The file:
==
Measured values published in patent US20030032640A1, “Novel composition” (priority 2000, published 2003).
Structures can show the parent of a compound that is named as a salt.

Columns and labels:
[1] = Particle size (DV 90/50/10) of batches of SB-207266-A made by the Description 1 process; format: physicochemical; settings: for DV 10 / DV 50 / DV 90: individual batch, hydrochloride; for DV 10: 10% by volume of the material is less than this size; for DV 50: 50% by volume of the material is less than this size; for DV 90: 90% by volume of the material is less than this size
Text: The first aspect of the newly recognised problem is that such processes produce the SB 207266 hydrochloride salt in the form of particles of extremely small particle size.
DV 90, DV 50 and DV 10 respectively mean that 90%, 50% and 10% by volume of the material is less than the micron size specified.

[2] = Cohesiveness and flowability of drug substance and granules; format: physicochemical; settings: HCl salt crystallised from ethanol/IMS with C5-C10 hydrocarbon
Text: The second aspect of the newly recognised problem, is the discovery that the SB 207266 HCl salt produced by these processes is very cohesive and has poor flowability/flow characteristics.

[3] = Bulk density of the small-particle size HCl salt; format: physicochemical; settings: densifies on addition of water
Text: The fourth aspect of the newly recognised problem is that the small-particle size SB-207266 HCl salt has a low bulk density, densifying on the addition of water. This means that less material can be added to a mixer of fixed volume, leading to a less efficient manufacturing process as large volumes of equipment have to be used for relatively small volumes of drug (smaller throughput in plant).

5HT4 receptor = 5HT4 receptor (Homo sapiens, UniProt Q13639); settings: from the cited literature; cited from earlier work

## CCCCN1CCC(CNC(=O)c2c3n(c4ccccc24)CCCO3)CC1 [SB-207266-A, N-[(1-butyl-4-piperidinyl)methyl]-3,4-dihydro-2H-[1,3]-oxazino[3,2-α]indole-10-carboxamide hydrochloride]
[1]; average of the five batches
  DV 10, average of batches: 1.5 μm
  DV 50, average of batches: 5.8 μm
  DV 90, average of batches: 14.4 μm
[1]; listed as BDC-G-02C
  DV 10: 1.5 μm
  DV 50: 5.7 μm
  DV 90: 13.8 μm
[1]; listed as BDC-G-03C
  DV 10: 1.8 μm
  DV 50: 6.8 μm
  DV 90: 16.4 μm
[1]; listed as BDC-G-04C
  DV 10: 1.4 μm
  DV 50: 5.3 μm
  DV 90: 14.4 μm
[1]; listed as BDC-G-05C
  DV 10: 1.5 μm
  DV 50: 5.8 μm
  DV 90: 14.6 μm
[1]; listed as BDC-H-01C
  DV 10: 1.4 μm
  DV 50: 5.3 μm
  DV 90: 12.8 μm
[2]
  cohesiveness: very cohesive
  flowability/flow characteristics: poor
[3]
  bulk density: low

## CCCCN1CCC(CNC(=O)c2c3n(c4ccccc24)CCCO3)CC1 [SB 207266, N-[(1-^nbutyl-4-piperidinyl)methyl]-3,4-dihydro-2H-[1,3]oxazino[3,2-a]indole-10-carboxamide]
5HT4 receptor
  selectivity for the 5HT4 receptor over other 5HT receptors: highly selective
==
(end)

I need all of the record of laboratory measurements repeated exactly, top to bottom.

Measured values published in patent US20030032640A1, “Novel composition” (priority 2000, published 2003).
Structures can show the parent of a compound that is named as a salt.

Columns and labels:
[1] = Particle size (DV 90/50/10) of batches of SB-207266-A made by the Description 1 process; format: physicochemical; settings: for DV 10 / DV 50 / DV 90: individual batch, hydrochloride; for DV 10: 10% by volume of the material is less than this size; for DV 50: 50% by volume of the material is less than this size; for DV 90: 90% by volume of the material is less than this size
Text: The first aspect of the newly recognised problem is that such processes produce the SB 207266 hydrochloride salt in the form of particles of extremely small particle size.
DV 90, DV 50 and DV 10 respectively mean that 90%, 50% and 10% by volume of the material is less than the micron size specified.

[2] = Cohesiveness and flowability of drug substance and granules; format: physicochemical; settings: HCl salt crystallised from ethanol/IMS with C5-C10 hydrocarbon
Text: The second aspect of the newly recognised problem, is the discovery that the SB 207266 HCl salt produced by these processes is very cohesive and has poor flowability/flow characteristics.

[3] = Bulk density of the small-particle size HCl salt; format: physicochemical; settings: densifies on addition of water
Text: The fourth aspect of the newly recognised problem is that the small-particle size SB-207266 HCl salt has a low bulk density, densifying on the addition of water. This means that less material can be added to a mixer of fixed volume, leading to a less efficient manufacturing process as large volumes of equipment have to be used for relatively small volumes of drug (smaller throughput in plant).

5HT4 receptor = 5HT4 receptor (Homo sapiens, UniProt Q13639); settings: from the cited literature; cited from earlier work

## CCCCN1CCC(CNC(=O)c2c3n(c4ccccc24)CCCO3)CC1 [SB-207266-A, N-[(1-butyl-4-piperidinyl)methyl]-3,4-dihydro-2H-[1,3]-oxazino[3,2-α]indole-10-carboxamide hydrochloride]
[1]; average of the five batches
  DV 10, average of batches: 1.5 μm
  DV 50, average of batches: 5.8 μm
  DV 90, average of batches: 14.4 μm
[1]; listed as BDC-G-02C
  DV 10: 1.5 μm
  DV 50: 5.7 μm
  DV 90: 13.8 μm
[1]; listed as BDC-G-03C
  DV 10: 1.8 μm
  DV 50: 6.8 μm
  DV 90: 16.4 μm
[1]; listed as BDC-G-04C
  DV 10: 1.4 μm
  DV 50: 5.3 μm
  DV 90: 14.4 μm
[1]; listed as BDC-G-05C
  DV 10: 1.5 μm
  DV 50: 5.8 μm
  DV 90: 14.6 μm
[1]; listed as BDC-H-01C
  DV 10: 1.4 μm
  DV 50: 5.3 μm
  DV 90: 12.8 μm
[2]
  cohesiveness: very cohesive
  flowability/flow characteristics: poor
[3]
  bulk density: low

## CCCCN1CCC(CNC(=O)c2c3n(c4ccccc24)CCCO3)CC1 [SB 207266, N-[(1-^nbutyl-4-piperidinyl)methyl]-3,4-dihydro-2H-[1,3]oxazino[3,2-a]indole-10-carboxamide]
5HT4 receptor
  selectivity for the 5HT4 receptor over other 5HT receptors: highly selective